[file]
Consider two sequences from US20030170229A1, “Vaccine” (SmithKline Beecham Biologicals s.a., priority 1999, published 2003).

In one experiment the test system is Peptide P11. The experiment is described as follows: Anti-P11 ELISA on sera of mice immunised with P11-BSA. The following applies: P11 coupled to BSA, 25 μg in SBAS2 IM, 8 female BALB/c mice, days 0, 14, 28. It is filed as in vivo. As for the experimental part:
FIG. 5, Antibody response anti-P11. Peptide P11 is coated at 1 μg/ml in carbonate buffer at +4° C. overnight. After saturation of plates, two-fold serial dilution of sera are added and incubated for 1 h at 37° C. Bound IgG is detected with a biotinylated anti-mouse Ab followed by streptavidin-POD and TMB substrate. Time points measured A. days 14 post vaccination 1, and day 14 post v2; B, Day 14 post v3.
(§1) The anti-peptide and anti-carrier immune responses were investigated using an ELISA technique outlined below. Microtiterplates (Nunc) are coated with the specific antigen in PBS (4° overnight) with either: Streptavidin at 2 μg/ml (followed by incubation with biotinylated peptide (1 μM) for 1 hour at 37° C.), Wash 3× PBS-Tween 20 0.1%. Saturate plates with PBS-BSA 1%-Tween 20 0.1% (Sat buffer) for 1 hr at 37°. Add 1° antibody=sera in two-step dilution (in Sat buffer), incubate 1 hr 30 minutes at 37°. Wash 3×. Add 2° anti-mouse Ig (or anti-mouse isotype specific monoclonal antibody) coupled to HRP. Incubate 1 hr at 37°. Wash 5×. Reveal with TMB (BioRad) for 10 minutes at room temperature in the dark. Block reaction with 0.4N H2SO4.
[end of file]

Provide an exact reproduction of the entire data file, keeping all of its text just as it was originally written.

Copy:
Consider two sequences from US20030170229A1, “Vaccine” (SmithKline Beecham Biologicals s.a., priority 1999, published 2003).

In one experiment the test system is Peptide P11. The experiment is described as follows: Anti-P11 ELISA on sera of mice immunised with P11-BSA. The following applies: P11 coupled to BSA, 25 μg in SBAS2 IM, 8 female BALB/c mice, days 0, 14, 28. It is filed as in vivo. As for the experimental part:
FIG. 5, Antibody response anti-P11. Peptide P11 is coated at 1 μg/ml in carbonate buffer at +4° C. overnight. After saturation of plates, two-fold serial dilution of sera are added and incubated for 1 h at 37° C. Bound IgG is detected with a biotinylated anti-mouse Ab followed by streptavidin-POD and TMB substrate. Time points measured A. days 14 post vaccination 1, and day 14 post v2; B, Day 14 post v3.
(§1) The anti-peptide and anti-carrier immune responses were investigated using an ELISA technique outlined below. Microtiterplates (Nunc) are coated with the specific antigen in PBS (4° overnight) with either: Streptavidin at 2 μg/ml (followed by incubation with biotinylated peptide (1 μM) for 1 hour at 37° C.), Wash 3× PBS-Tween 20 0.1%. Saturate plates with PBS-BSA 1%-Tween 20 0.1% (Sat buffer) for 1 hr at 37°. Add 1° antibody=sera in two-step dilution (in Sat buffer), incubate 1 hr 30 minutes at 37°. Wash 3×. Add 2° anti-mouse Ig (or anti-mouse isotype specific monoclonal antibody) coupled to HRP. Incubate 1 hr at 37°. Wash 5×. Reveal with TMB (BioRad) for 10 minutes at room temperature in the dark. Block reaction with 0.4N H2SO4.